As new council members Bill DeHart and Forest White took their oath of office at Tuesday’s Turlock City Council meeting, a striking controversy bowled into City Hall before the council voted in favor of a 51,828 sq. foot family entertainment center, which includes bowling lanes, a laser tag arena and bocce ball courts.
“Our kids have an opportunity to hop on their bike, skateboard or whatever, get off the computer and go have fun,” said Kathy Halsey, a Turlocker who lives blocks away from the selected venue site off of Crowell Road. “People who are bringing this to the community need to be commended for it.”
Central Valley Property Investments, LLC are the developers who decided to bring a little fun to Turlock.
“I am so excited about this idea,” said Nicole Larson, sophomore at Turlock High School. “I see this as a spark to start a flame for Turlock to grow as a community. Movies just aren’t enough here. We will have something to bring people to us instead of us going to them.”
The fun center was recommended for approval by the Turlock Planning Commission on Nov. 4, before making its way on the City Council agenda.
On Tuesday, the City Council approved the California Environmental Quality Act for the venue site, the amended General Plan Land Use Diagram and they amended the Zoning Map to allow the venue to be built in a residential area.
The center will be located on the corner of Monte Vista Avenue and Crowell Road right behind the Rite Aid shopping center. It will include a 34-lane bowling alley, a 4,000 sq. foot multi-level laser tag arena, an arcade with approximately 75 games, a sports bar with seating for 200 guests, shuffle board, three outdoor bocce ball courts and outdoor dining. There will also be two 5,000 sq. feet commercial pad buildings along with the site that currently have no tenants.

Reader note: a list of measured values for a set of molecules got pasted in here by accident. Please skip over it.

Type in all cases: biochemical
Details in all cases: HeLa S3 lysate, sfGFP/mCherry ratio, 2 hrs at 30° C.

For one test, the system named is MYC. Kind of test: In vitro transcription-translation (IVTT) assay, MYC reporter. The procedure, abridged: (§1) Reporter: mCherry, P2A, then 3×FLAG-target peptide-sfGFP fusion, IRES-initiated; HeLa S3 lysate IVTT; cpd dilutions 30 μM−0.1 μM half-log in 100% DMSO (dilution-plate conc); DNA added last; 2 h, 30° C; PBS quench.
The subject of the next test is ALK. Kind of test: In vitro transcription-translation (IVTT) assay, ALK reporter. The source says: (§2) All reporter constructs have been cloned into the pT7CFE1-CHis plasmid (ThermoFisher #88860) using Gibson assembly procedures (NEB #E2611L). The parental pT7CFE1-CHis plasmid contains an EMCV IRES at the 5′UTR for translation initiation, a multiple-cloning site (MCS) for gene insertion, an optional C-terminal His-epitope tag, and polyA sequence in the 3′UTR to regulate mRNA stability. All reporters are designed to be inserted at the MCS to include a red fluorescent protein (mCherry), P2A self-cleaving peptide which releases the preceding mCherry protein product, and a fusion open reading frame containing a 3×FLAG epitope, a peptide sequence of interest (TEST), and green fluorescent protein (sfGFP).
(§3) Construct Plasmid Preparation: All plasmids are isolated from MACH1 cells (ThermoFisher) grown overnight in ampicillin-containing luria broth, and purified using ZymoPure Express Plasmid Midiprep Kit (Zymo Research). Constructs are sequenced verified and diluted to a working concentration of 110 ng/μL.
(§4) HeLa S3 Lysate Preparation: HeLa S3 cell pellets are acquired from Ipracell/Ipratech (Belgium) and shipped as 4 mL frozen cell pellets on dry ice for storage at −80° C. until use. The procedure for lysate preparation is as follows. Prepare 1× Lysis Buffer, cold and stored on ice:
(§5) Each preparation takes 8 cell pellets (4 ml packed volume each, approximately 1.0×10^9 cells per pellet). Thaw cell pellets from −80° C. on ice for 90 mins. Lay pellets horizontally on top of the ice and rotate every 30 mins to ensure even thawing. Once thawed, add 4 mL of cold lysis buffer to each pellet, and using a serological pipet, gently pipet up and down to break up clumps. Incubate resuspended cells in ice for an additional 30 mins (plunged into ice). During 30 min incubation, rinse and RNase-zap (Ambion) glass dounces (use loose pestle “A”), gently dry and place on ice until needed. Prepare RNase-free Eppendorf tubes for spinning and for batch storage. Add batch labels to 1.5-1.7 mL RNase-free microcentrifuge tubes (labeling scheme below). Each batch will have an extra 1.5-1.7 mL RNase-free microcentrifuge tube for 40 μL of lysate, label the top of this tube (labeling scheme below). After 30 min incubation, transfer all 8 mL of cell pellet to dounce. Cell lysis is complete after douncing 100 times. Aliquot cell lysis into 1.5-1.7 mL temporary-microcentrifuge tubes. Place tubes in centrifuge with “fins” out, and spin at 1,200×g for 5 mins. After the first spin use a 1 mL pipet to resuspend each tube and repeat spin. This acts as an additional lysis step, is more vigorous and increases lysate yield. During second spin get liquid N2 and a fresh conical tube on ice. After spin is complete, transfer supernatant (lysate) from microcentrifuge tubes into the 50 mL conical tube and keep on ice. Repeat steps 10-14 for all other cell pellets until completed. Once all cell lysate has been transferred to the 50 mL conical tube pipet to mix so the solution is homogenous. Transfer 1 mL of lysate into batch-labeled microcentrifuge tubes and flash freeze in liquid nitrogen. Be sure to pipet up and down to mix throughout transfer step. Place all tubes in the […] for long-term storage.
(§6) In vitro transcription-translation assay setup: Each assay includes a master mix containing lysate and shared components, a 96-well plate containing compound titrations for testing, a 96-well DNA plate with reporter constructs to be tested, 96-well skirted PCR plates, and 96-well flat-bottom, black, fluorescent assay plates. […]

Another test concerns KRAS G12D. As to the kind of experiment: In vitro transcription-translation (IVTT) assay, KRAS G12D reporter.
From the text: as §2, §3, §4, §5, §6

Despite the fun that is expected from the entertainment center, some neighbors are not happy about the selected location.
“Change the location,” said Larry Murray. “We are residential. We bought here, we live here and we bought it because it’s residential. Please leave us in the neighborhood that we have.”
Ken DeMartini told the City Council on Tuesday that his health would suffer from the expected construction and noise level this venue will bring.
He said the construction from building Rite Aid cost him $10,000 in upgrades to his house to keep the noise out and rebuild the cracks in his house from the vibrating construction.
“It physically made me sick,” DeMartini said. “I will literally be fighting for my health. If this is approved, I will literally be forced to leave my home. It will literally destroy my health, my life and my home.”
The amended General Plan approved on Tuesday incorporated two worries coming from nearby neighbors — noise and traffic.
Neighbors were complaining about an increased level of noise but the Planning Commission conducted a noise study that showed the noise levels will not exceed the ordinance limits from the city. They also reduced the amount of hours the fun center can be open.
Originally, the fun center was scheduled to be open from 9 a.m. to 2 a.m. Sunday through Thursday and 24 hours on Fridays and Saturdays. Now the hours of operation will be from 9 a.m. to 1 a.m. Sunday through Thursday and will close at 2:30 a.m. on Fridays and Saturdays. The bocce ball courts will also be closed at 10 p.m. Sunday through Thursday and closed at 12 a.m. on Fridays and Saturdays.
Another study found that traffic would increase by 990 trips per day but the amount of trips and increased traffic was not significant.
“There are probably 900 people in and out of McDonalds every day,” said Dave Halsey, Turlock neighbor. “The traffic issue doesn’t make sense to me.”
Council will discuss establishing the conditions of approval for the planned development and the sign program at future council meetings.
The Ten Pin Fun Center is expected to be completed by winter 2011.
To contact Maegan Martens, e-mail firstname.lastname@example.org or call 634-9141 ext. 2015.